I have a really large file with many paths in it. I don't want it to participate in any of the completion mechanisms. Is there a way to mark a particular buffer as "not a candidate for keyword completion" or, equivalently, to close it as soon as I leave the buffer?

Here's some motivation for doing it.

I have a file called ~/FILES that consists of two columns like this, with the name of a file in the left column and the full path on the right. It's just a manually generated index with a very simple format.

Here's an excerpt of the file showing part of the Linux kernel source.

ABCDBCDA.c                              ~/ws/opt/linux/tools/lib/lockdep/tests/ABCDBCDA.c
ABCDBDDA.c                              ~/ws/opt/linux/tools/lib/lockdep/tests/ABCDBDDA.c
ABI.txt                                 ~/ws/opt/linux/Documentation/devicetree/bindings/ABI.txt
ABI.txt                                 ~/ws/opt/linux/Documentation/mn10300/ABI.txt

This file is very long and really slows down keyword completion.

I've been using this binding to delete the buffer when following paths using gf, the most common way to exit the ~/FILES buffer.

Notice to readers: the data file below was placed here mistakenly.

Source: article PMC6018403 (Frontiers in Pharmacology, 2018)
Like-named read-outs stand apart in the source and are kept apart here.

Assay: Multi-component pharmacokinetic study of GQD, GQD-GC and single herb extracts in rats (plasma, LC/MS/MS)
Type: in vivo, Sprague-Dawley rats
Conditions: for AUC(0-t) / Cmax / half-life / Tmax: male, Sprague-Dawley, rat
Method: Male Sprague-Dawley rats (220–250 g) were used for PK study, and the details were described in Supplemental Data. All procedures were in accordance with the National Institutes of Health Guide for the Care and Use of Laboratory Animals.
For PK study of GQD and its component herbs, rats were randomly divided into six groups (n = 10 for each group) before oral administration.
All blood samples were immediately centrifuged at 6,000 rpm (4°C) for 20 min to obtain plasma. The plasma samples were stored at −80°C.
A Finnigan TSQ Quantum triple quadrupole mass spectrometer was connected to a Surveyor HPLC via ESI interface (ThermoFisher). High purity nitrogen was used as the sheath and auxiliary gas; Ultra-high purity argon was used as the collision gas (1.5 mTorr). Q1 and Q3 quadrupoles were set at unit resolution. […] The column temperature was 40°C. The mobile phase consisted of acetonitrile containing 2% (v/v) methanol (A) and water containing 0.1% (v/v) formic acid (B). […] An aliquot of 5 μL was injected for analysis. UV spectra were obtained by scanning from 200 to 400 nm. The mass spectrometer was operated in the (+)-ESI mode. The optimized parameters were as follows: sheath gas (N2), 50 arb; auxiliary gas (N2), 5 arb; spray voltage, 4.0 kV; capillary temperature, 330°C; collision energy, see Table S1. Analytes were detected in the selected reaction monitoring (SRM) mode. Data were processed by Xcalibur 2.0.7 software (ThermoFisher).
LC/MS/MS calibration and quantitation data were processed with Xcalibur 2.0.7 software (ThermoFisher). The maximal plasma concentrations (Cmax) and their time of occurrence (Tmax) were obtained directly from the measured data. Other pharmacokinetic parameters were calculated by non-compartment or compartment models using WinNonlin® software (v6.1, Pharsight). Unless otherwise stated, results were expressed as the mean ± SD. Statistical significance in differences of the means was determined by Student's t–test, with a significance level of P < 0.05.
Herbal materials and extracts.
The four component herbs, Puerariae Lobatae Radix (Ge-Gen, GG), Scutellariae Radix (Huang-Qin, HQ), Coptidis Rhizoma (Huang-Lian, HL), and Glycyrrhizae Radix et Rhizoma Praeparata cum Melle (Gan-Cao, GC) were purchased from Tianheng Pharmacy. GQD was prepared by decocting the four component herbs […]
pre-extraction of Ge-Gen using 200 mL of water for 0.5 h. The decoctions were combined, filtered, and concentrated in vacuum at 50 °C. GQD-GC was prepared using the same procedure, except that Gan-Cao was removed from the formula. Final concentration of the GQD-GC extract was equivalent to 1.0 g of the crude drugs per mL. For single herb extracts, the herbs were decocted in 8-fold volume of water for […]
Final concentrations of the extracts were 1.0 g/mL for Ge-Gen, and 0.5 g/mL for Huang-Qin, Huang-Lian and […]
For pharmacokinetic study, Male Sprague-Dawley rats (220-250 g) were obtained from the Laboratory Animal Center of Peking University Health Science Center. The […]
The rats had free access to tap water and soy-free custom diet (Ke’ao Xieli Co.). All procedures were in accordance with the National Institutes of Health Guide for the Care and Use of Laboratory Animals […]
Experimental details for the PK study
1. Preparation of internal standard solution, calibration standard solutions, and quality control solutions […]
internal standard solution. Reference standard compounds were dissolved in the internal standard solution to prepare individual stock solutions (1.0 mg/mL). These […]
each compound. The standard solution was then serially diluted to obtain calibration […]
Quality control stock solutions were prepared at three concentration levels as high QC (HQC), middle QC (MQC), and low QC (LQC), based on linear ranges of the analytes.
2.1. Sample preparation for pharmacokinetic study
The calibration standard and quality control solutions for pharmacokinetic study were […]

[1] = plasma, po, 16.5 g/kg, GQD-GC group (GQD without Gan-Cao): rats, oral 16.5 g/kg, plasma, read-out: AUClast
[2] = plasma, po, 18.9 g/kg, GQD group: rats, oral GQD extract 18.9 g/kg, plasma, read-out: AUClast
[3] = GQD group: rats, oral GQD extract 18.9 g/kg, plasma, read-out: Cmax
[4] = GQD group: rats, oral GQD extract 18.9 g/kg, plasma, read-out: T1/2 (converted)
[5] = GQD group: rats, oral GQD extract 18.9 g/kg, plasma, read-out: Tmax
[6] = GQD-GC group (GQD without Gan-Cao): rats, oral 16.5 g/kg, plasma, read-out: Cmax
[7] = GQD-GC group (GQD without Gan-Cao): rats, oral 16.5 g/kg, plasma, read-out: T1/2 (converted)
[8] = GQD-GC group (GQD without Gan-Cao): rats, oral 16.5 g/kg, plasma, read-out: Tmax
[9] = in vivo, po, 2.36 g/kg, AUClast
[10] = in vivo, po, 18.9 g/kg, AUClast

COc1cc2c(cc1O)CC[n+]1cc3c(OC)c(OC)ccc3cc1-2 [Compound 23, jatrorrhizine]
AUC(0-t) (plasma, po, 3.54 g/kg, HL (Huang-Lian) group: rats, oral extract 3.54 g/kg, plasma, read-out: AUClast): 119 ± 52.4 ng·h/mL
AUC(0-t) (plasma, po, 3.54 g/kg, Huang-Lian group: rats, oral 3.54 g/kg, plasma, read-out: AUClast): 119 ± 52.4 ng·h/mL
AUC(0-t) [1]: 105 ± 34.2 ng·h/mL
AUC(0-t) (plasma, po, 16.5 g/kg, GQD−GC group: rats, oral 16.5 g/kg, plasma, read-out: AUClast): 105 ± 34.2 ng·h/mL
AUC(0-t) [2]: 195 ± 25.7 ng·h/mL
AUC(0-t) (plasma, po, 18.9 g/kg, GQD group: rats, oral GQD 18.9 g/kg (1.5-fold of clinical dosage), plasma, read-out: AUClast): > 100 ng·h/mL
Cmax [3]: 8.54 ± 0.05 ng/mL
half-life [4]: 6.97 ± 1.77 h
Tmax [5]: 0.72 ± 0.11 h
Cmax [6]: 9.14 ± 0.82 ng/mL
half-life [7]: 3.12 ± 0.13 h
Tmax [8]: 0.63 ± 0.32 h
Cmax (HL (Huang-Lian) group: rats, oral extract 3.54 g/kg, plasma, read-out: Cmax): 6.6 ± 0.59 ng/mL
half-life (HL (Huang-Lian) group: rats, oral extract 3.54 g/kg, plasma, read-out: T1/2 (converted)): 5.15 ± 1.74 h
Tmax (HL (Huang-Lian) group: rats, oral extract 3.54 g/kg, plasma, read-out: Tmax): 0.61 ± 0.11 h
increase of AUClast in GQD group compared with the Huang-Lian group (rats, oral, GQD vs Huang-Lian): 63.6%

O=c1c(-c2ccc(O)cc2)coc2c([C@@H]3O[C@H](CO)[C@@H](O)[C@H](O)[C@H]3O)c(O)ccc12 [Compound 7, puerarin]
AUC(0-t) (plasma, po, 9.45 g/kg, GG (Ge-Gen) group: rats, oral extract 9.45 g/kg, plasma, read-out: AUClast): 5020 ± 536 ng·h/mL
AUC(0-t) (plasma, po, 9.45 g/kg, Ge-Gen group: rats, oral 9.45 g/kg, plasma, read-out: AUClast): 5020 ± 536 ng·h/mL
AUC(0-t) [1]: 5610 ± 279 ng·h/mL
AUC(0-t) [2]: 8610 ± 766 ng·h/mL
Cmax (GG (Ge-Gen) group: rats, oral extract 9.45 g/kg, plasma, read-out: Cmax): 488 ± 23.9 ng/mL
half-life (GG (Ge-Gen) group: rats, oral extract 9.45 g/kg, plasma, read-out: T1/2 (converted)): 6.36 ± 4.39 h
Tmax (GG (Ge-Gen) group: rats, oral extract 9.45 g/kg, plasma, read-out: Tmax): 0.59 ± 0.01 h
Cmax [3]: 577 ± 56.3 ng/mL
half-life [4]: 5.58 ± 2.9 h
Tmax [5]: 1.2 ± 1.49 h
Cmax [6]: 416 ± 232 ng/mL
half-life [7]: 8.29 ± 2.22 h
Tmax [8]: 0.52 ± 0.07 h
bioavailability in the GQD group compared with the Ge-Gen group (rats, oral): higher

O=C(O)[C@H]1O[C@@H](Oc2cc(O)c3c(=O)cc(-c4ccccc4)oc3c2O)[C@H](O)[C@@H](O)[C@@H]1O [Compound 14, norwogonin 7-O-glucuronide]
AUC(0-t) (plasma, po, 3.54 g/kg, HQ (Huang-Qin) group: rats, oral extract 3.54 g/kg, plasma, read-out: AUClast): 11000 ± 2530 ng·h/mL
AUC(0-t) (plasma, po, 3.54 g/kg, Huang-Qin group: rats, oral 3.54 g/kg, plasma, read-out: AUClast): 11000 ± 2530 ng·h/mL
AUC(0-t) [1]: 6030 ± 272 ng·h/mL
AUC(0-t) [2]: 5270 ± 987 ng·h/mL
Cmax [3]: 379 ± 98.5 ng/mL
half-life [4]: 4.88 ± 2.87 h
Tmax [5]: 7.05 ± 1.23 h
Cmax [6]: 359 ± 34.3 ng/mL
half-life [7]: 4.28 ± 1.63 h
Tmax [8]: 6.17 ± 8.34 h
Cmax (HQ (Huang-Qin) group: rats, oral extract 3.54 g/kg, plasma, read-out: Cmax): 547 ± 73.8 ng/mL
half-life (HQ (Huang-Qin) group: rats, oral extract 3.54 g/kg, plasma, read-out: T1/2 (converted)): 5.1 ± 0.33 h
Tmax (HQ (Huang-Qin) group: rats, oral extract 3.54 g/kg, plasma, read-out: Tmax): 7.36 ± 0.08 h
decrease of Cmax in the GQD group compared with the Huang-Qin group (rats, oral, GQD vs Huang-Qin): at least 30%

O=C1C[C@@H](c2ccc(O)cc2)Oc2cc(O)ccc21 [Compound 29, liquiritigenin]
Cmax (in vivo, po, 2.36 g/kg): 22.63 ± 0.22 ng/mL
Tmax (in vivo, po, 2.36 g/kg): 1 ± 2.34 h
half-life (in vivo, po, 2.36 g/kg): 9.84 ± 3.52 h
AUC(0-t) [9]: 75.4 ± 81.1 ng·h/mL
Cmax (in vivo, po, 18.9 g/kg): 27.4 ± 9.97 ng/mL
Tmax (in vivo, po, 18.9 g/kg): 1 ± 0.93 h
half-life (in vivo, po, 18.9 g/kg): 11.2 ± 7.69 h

nnoremap <silent> gf gf:silent! bdelete ~/FILES<cr>

but it's really modifying the behavior in the wrong place.

Is there a better way of marking the buffer?

  • you could set the 'bufhidden' option for that buffer. Not sure it will achieve what you actually want. Apr 11, 2018 at 6:18
  • When you say "not a candidate for keyword completion", do you mean that you don't want the words in that file to be included as possible completions when you are editing other files?
    – Rich
    Apr 11, 2018 at 9:49
  • @Rich yes exactly. Semantically the ~/FILES file is not a file I’m editing, it’s a naive way of emulating an almost-plugin. @ChristianBrabandt I will try that and report back. Apr 11, 2018 at 16:53

1 Answer 1


If I understand what you're asking for, you could use autocmd to close ~/FILES when you leave this buffer.

autocmd BufLeave,BufWinLeave ~/FILES :bd ~/FILES

This way, everytime you "leave" this buffer (using :e or :n etc.) it will close ~/FILES.

Hope this helps.

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